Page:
From an early age, I have been surrounded by an inherent expectation that I would inevitably enter the workforce. Drilled into my brain from numerous sources all around me; my parents, family friends, teachers, media, the list could go on.
Growing up in a privileged home with two working parents, I was often shielded from the harsher realities of the working world and only over the past few years have I come to realize the nature of the difficulties faced by those looking for employment. An awareness that has only been more heightened by my own attempts to gain part-time work.
Now I in no way wish to whine about my so-called struggle to become employed nor create a narrative that paints me a victim to employers who ‘refuse’ to give me a chance. Instead, I’d like to examine the relationship of unemployment with the youth of Australia. Is there anyone underlying cause? Or is it merely just the result of a sum of random, albeit unfortunate, variables?
Currently, unemployment in Australia sits at approximately 5.6% for all age groups but jumps to around 12.61% in ages 15-24.
More than double the national statistic.
I’m sure to many young job seekers, the phrase “more experience” is often tossed around in the various forms of rejection that they might have faced in their search. Whilst I understand the desire for well or previously trained employees, how is it possible for newcomers to the field of work to gain experience if no one is willing to offer them a position in which they can gain experience?
It creates a vicious cycle in which young adults are barred from the very experience that would assist them in gaining employment.
However, in spite of the common portrayal of young people being kicked to the curb by potential employees, there is evidence that suggests that the actual number of youth participating in the workforce – referring to people in this particular age group actively searching for jobs – has significantly dropped over the past few years. This phenomenon has been explained by an increase in young people going on to engage in tertiary education in institutes such as TAFE or university, rather than entering the workforce.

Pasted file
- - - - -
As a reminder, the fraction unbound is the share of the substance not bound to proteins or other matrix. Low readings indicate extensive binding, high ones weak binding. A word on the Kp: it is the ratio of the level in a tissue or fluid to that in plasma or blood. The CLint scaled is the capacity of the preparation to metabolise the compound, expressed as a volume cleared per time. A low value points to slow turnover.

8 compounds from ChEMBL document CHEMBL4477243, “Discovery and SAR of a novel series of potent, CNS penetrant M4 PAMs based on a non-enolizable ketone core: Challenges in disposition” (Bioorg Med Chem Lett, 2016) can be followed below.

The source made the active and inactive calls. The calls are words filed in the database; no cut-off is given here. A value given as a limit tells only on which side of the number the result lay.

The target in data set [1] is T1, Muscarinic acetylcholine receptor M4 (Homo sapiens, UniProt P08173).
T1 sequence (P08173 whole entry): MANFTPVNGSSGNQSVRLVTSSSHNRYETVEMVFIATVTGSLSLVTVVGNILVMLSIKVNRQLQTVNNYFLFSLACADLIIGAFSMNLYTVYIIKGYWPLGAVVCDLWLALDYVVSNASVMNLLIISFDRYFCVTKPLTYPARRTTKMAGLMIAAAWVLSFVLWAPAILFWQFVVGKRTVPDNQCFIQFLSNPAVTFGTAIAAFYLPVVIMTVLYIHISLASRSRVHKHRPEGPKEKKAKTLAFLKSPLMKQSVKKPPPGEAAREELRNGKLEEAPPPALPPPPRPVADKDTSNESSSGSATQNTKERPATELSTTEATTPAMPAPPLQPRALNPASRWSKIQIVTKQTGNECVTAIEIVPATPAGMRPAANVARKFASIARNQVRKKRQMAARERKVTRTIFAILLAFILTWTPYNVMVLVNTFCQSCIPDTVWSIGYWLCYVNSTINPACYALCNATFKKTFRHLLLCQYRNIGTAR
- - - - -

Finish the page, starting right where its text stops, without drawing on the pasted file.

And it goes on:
A theory that is most definitely supported by the notable increase of individuals between the ages of 15 – 24 years partaking in education over the past decade; with the percentage of young women rising from 56% in 2006 to 64% in 2016, whilst the percentage of young men increased from 55% to 61%.
This highlights that the escalation in the demand for higher education in long-term employment has, in turn, had a large impact on the participation of youth in the workforce, correlating with the intense internal and external pressures placed on students to excel in their studies.
With the disheartening knowledge that likely only with a degree, doctorate, apprenticeship, or diploma will they be able to have access to a steady job in their future, it’s no wonder that Australian youth have begun to withdraw from the workforce. They are simply tackling one of the many obstacles on their path, the best way that they can.
Entering the workforce can be a daunting task, something I can vouch for, but understanding the complexities behind the unemployment of young adults is a first step in making positive change not only for the youth of today but also for those to come.
To those just beginning to seek out work, and to those who have been searching for quite some time, I truly wish you the best of luck.